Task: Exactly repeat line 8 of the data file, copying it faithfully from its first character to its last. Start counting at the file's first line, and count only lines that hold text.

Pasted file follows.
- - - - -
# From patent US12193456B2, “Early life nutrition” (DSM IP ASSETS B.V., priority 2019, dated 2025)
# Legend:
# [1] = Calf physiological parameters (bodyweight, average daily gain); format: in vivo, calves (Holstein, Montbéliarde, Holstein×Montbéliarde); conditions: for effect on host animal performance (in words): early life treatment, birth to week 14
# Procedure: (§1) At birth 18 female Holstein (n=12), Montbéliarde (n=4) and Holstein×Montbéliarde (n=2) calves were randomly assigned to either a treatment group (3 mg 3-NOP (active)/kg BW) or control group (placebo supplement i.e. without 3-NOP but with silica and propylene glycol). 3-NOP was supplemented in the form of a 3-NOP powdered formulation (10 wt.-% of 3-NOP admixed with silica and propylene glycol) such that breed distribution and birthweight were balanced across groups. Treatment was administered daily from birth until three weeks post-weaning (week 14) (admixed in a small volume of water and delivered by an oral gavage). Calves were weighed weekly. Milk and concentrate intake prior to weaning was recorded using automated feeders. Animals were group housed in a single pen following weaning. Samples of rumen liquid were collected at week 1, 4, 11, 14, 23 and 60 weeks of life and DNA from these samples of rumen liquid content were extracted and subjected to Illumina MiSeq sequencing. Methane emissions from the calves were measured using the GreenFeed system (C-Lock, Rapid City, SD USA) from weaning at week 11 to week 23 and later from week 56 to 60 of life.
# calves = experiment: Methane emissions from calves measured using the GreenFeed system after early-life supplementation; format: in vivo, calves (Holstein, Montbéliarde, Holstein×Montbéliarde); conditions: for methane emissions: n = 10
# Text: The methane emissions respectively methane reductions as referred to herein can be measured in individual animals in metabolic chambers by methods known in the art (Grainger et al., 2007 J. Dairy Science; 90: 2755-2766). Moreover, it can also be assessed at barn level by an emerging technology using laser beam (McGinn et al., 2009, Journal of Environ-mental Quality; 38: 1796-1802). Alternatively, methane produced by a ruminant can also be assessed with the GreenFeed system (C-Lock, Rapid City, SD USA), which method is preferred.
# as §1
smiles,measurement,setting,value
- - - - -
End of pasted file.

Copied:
smiles,measurement,setting,value